I really enjoyed the “slow down” time as it gave me a chance to work on some skills and try some new things.  On a shuttling trip to Mt Seymour I was able to try some new trails and work on skinnies which ended up in this success:

Trust me, after trying that about 10 times and always chickening out after the first little part, this was an awesome achievement!

I also spent a bit more time at the pump track with my unicycling friend, Bryan, and got to watch him fool around on his uni.

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He even let me give it a shot even though I’m WAY too short for it and my feet couldn’t reach the pedals if I were to attempt to move.

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Hopefully he can get his hands on a smaller uni and I’ll give it a try again.  The pumping practice also definitely paid off when I got back out on the trails.

There was also a special day in the mix this week.  On Sunday, the North Shore Mountain Bike Association (I believe in conjunction with NSMB and Mosaic Homes.  Correct me if I’m wrong) had an open trail day where any member of the community could sign up to help out with some trail maintenance.

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I got to spend all morning with some awesome folks digging a big trench, setting up a little bridge to go over that trench, and filling in other parts of the climb trail with ‘gold.’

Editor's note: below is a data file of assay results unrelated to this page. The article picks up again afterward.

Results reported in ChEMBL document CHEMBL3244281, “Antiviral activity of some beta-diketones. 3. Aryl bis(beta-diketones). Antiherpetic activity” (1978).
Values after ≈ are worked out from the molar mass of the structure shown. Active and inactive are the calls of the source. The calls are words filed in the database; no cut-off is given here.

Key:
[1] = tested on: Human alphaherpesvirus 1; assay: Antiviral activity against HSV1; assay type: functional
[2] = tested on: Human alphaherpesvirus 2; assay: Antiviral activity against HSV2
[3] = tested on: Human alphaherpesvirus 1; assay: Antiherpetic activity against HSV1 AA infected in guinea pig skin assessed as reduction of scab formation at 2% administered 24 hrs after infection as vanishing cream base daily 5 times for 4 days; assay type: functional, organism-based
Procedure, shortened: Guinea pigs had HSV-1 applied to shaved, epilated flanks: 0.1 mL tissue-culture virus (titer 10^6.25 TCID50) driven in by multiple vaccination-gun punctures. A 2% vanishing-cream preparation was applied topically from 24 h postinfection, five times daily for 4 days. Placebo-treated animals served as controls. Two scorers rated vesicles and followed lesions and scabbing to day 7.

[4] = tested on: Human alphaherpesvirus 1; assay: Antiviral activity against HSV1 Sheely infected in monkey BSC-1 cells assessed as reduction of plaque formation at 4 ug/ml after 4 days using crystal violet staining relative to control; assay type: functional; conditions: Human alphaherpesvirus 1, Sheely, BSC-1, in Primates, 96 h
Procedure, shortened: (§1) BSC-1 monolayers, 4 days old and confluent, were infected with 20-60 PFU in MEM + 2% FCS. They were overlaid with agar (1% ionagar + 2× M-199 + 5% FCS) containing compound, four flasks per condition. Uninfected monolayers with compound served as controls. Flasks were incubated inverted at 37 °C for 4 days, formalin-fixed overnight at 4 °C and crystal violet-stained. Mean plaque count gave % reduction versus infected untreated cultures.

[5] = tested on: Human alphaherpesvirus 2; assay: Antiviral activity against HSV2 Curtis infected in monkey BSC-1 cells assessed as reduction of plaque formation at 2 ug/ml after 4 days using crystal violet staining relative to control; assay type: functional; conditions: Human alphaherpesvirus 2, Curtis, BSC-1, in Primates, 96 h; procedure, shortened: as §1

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The morning flew by and was really fun (which was surprising considering it involved digging a hole) and the lovely sponsors for the event, Mosaic Homes, even donated lunch for us all as well as some prizes that got given away.  Overall, it was a fantastic first experience and I can’t wait for more trail days to come.  If you have anything like it in your area, I highly recommend going to give back to the community and to the trail networks that you enjoy.  The other thing I learned from this is if you plan a ride after an event, remember ALL of your gear.  Hiking boots do not grip to pedals well.

Lastly, I had a great run for day 11.  My knee was finally feeling better and I broke my own record for pedalling up from the Mt Fromme parking lot.  I made it allllllmost to the Crinkum Crankum entrance.  This is roughly 2-3 times my previous record.  I was so excited.  As for other out on the trail that day:  if you passed by a woman on a blue Transition Bottlerocket singing Selena Gomez or Justin Bieber on the climb… that was me.  I’m so sorry you had to be subjected to that but it was what was on the radio on the drive and it kept me going.

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That day 11 ride yielded a number of records, as my Strava showed afterwards.  It was a great day out and a nice, long ride by myself and it felt full of personal achievement.  Onto day 12 and some exciting stuff coming up for this week!

 

In case you missed the challenge.